SyncPoint Imaging, LLC v. Nintendo of America Inc.
U.S. District Court for the Eastern District of Texas
Case No. 2:15-cv-00247, Filed February 20, 2015

A new complaint alleges that Nintendo’s Wii and Wii U game consoles infringe a patent for a pointing device that generates an external cursor that interacts with a computer screen. The relevant features likely relate to how the Wii Remote controller interacts with the consoles.

U.S. Pat. No. 6,275,214, Fig. 1

The patent at issue is U.S. Pat. No. 6,275,214. Claim 1 is representative and recites:
1. A method for remotely controlling a computer having an associated screen for displaying output from the computer and having an internal cursor generated by the computer, the method comprising:
detecting at least one property of an external cursor and position of the external cursor relative to the output from the computer;
generating a command to move the internal cursor to a position on the screen corresponding to the position of the external cursor; and
generating a command for the computer based on the at least one detected property of the external cursor.
The ‘214 patent attempts to solve the problem of the complex systems needed to implement an interactive cursor. The background states that “[a] number of systems use sensors positioned on the user, on the computer, and/or on a display screen to detect movement of the user and/or a wireless pointing device relative to the sensors.” (column 1, lines 23-26). The ‘214 patent states on column 2, lines 19-30 that:
[t]he invention includes a computer connected to a projector which projects an image of the computer output onto an external screen. A camera is used to capture an image of the projected computer output. An optical pointer, such as a laser pointer, is used to generate and transmit an external cursor having various properties, such as color, shape or intensity. The image captured by the camera is used to detect and process at least one property of the external cursor to generate a corresponding command or commands to control the computer.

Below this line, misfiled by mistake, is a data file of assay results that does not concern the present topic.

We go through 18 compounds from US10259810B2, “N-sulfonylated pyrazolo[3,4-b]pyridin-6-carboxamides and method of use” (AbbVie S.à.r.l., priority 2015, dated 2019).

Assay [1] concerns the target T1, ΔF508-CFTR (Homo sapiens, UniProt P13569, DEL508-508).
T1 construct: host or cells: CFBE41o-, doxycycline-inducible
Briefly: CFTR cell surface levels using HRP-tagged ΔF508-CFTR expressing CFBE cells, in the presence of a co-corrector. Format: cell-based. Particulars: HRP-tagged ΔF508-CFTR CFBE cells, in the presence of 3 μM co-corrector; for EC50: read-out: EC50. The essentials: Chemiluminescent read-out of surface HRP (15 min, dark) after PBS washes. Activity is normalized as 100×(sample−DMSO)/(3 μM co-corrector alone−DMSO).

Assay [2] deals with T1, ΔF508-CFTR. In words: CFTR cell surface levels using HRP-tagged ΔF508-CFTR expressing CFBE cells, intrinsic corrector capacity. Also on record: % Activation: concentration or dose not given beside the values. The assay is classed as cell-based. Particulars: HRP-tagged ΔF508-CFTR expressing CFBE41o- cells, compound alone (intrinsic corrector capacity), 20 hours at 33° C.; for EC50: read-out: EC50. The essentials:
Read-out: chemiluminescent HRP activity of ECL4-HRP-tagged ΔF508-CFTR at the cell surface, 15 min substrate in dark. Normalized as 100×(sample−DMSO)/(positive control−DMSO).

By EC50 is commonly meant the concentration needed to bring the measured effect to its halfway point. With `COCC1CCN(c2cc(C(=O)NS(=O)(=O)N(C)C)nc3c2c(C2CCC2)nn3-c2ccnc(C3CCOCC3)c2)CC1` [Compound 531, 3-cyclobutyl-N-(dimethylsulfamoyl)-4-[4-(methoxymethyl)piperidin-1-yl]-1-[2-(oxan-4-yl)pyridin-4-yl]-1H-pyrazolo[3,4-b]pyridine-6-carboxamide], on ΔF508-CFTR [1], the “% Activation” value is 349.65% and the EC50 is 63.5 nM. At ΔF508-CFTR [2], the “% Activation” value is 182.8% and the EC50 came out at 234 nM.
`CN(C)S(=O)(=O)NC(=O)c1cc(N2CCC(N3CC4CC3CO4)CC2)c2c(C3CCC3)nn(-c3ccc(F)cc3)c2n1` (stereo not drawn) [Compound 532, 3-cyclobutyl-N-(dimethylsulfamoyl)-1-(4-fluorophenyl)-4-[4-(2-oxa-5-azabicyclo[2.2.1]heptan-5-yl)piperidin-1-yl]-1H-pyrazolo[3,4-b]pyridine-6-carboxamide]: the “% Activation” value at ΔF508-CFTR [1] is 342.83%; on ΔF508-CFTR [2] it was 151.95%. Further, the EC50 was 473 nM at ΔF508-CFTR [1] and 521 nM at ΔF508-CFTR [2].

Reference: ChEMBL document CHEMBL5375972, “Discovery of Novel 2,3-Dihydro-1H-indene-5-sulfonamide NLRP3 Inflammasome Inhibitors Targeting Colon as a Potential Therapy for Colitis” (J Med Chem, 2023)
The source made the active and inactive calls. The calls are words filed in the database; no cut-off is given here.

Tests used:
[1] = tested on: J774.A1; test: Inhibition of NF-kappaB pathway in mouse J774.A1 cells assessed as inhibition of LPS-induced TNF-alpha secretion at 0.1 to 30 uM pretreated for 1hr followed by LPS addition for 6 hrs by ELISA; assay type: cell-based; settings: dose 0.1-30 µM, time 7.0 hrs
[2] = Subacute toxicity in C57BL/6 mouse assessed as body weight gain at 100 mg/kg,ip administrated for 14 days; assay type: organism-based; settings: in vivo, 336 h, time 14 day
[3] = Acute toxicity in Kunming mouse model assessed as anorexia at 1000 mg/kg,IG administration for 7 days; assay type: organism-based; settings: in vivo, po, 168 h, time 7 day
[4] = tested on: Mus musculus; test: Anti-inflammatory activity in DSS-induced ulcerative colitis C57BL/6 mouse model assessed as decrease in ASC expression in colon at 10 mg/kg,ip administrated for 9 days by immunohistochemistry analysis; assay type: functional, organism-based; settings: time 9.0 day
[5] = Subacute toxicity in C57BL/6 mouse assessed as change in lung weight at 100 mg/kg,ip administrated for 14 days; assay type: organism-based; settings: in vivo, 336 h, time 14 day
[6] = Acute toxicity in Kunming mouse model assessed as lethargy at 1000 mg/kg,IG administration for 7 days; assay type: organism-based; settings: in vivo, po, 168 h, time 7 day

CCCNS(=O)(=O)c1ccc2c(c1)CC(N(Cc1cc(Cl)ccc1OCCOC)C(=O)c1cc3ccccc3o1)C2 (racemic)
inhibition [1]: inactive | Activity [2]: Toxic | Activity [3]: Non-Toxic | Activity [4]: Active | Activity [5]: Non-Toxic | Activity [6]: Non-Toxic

The ‘214 patent was licensed to PixArt, an additional defendant in the complaint. The complaint alleges that PixArt made unauthorized sales of components making use of the ‘214 patent to Nintendo of America, in violation of the licensing agreement.

While not explicitly noted in the complaint, the accused products make use of a Wii Remote to control an on-screen cursor. Our understanding is that the Wii Remote works by having two infrared LEDs mounted near a television, and tracks the orientation of the LEDs using a sensor in the Wii Remote. Given the description of systems given in the background, and the use of a camera capturing a screen in the patent’s disclosure, a major point in this case may be whether the Wii Remote generates an “external cursor” as claimed.

We’ll continue to watch this case for any interesting developments. 

Our thanks to Josh Davenport for his help with this post.
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Ross Dannenberg

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